Bradford also argues that digital regulations can protect social objectives (like privacy) and foster trade among EU Member States. Particularly, the GDPR provides a legal gateway for data flows across Europe. The idea of the DMA is also to open up digital marketplaces and foster trade. For example, forcing gatekeepers to allow interoperability is intended to encourage the development of new products and services.

Brazil’s bill appears to strive for the same goal, introducing mandates like requiring platforms to “appropriate use of data”, which suggests that a platform should avoid behaviors like hoarding first-party data across its own services. Equally, the bill prohibits designated platforms from denying business users access to its services and technology, perhaps suggesting interoperability mandates similar to the DMA.

However, critics like Kiss argue that the Brazilian bill will chill innovation, as platforms “maintaining the exclusivity of certain innovations can foster competition by encouraging companies to continuously strive for advancements, knowing that they can reap the rewards of their efforts without immediate compulsory sharing." Various researchers, like Cory Doctorow and James Bessen, have illustrated that, on the contrary, interoperability promotes innovation. The more technology is shared or can be accessed, the more it can be improved, creating new and better innovations. Bessen explicitly argues that the rise of monopolies and oligopolies, not just in tech markets but in all industries, is linked to the rise of proprietary software, which has slowed innovation and increased inequality.

This challenges the anti-regulation argument that regulation attempting to open up such propriety software “easily lead[s] to condemnation of business models and practices that provide benefits for consumers, such as lower prices and a safer user experience, among others,” as Lazar Radic and Mario A. Zúñiga, on behalf of the International Center for Law and Economics, remarked in their feedback on the Brazilian bill.

Indeed, while it may be convenient for Google users to use various integrated services within that ecosystem, more interoperable technology, such as those adopting standards, encourages a wider ecosystem of developers and increases innovation, which benefits both the consumer and a wider pool of developers. Not to mention, moving innovation out of the hands of a few tech companies lessens economic concentration and the market power and influence that comes with such a concentration.

Central to Bradford’s conclusion is that it is not regulation that hinders technological innovation in the EU, as is so often argued by the anti-regulation crowd. She lists other factors such as immigration policy; lack of integrated capital markets; bankruptcy law; and, despite continued efforts, a lack of a digital single market leading to businesses being unable to scale. A 2020 report by the OECD on Brazil’s digital economy and policy developments related to digitization equally does not suggest overregulation as preventing growth in the digital economy. Rather, the OECD finds that the digital economy is restrained by a lack of public funding for research and development; knowledge gaps as highly skilled individuals prefer academia over industry jobs; a lack of collaboration across sectors and disciplines, including technology transfer from academia to industry; and high tariffs on ICT goods.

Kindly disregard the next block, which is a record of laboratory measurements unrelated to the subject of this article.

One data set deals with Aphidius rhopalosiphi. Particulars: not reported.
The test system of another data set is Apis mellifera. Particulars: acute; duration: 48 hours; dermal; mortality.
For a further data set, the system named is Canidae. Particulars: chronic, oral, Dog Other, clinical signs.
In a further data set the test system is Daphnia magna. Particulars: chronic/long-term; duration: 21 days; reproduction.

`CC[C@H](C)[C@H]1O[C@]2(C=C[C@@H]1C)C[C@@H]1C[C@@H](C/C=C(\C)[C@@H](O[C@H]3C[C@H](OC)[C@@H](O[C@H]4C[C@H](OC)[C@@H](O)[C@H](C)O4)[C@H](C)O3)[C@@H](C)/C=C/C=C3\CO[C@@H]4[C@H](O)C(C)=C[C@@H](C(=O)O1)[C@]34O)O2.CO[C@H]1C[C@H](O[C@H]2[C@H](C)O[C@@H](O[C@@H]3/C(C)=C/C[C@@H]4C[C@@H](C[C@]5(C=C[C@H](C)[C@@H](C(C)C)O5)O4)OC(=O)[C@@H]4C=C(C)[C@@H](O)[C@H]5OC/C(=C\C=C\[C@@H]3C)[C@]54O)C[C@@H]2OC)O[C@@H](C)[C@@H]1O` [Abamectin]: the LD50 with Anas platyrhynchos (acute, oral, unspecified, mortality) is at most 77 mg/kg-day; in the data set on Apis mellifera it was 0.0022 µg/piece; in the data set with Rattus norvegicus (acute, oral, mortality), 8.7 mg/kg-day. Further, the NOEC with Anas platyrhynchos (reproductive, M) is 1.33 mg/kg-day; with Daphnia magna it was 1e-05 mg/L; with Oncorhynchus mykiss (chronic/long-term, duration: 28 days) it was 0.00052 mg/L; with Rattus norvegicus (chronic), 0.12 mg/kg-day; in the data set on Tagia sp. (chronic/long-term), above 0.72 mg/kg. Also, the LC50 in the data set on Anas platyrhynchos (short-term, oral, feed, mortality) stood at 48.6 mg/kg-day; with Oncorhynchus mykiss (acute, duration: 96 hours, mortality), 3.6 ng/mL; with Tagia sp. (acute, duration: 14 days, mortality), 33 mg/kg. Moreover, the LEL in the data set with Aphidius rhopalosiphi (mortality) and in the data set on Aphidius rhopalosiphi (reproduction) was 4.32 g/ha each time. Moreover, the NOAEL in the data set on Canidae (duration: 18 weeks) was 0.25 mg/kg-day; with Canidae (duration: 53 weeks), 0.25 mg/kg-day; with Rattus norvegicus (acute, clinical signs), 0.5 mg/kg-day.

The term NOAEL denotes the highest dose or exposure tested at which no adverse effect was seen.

While it is healthy for a mix of perspectives to examine incoming legislation critically, certain repeated and common arguments against regulation should also be critically examined. A more nuanced view needs to be adopted regarding new legislation beyond unfairly equating digital legislation as stifling innovation.

Equally, when drafting new legislation, though it is important to bear in mind the rapid changes that can occur in these markets, under definition or too much ambiguity is unlikely to achieve much. For example, the Brazilian bill suggests data restrictions or interoperability mandates. It uses vague language such as “appropriate use of data” without providing a definition for ‘appropriate,’ which risks consistent enforcement.

On the other side, uncritical praise of new legislation may overstate what realistically these new laws can achieve. Under the DMA, there is an opportunity to create new products, but it may still be difficult to challenge gatekeepers, particularly in their core market offerings. Taking a holistic view of how concentrated markets came to be that way, specific practices dominant companies deploy to maintain dominance as well as what effects this has beyond mere consumer welfare approaches, appears to be useful in understanding how to correct concentrated markets.

The Brazillian bill would do well to articulate specific abusive practices that regulation would correct. Rather than evaluating harms in terms of efficiency or price, considering how some platforms have come to be dominant in ways that make their products essential to modern life and how that affects citizens rather than consumers might be helpful. This might require changing mindsets away from innovation for innovation's sake as a penultimate goal.


Megan Kirkwood
Megan Kirkwood has just completed an MA in Digital Culture and Society at King’s College London, which looked at the social, political, and economic implications of a wide range of communication technologies and emerging technologies such as Artificial Intelligence. She is currently a research and a...